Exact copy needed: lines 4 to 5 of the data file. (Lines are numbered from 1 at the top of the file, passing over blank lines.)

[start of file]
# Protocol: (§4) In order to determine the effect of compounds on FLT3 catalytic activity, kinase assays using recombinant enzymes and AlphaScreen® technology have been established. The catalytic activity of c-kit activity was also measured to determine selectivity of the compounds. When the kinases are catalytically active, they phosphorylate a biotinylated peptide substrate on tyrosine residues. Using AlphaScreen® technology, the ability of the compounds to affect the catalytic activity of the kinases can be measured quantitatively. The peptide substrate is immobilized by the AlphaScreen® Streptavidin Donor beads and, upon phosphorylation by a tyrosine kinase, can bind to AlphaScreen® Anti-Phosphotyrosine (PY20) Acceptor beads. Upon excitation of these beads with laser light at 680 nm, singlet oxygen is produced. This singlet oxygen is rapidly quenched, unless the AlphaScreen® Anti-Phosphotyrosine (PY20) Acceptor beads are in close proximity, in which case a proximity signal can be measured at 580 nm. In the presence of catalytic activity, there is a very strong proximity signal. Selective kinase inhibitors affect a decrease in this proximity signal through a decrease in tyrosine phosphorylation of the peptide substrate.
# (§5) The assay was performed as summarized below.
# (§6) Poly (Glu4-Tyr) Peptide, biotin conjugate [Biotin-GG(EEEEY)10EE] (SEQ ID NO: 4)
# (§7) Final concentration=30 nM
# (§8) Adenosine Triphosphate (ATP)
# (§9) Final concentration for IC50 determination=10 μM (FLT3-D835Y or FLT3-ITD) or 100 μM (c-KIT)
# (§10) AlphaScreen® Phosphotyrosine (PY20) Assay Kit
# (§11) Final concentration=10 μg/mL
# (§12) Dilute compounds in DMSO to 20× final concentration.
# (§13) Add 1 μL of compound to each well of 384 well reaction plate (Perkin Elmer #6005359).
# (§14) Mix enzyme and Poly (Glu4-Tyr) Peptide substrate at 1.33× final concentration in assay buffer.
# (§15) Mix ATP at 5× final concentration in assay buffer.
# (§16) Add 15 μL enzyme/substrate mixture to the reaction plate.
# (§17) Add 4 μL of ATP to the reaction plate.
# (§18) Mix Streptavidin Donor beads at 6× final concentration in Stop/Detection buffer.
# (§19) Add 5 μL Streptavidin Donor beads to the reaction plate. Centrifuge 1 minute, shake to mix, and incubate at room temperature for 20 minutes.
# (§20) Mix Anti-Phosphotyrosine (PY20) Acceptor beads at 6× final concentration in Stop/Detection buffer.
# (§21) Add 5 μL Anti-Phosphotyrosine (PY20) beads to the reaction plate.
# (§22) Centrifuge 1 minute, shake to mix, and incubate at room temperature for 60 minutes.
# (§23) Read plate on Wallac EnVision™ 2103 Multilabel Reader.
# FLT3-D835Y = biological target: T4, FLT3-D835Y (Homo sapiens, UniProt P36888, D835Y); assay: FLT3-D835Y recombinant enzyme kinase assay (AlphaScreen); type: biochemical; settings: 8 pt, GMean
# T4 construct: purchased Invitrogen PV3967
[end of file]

# (§7) Final concentration=30 nM
# (§8) Adenosine Triphosphate (ATP)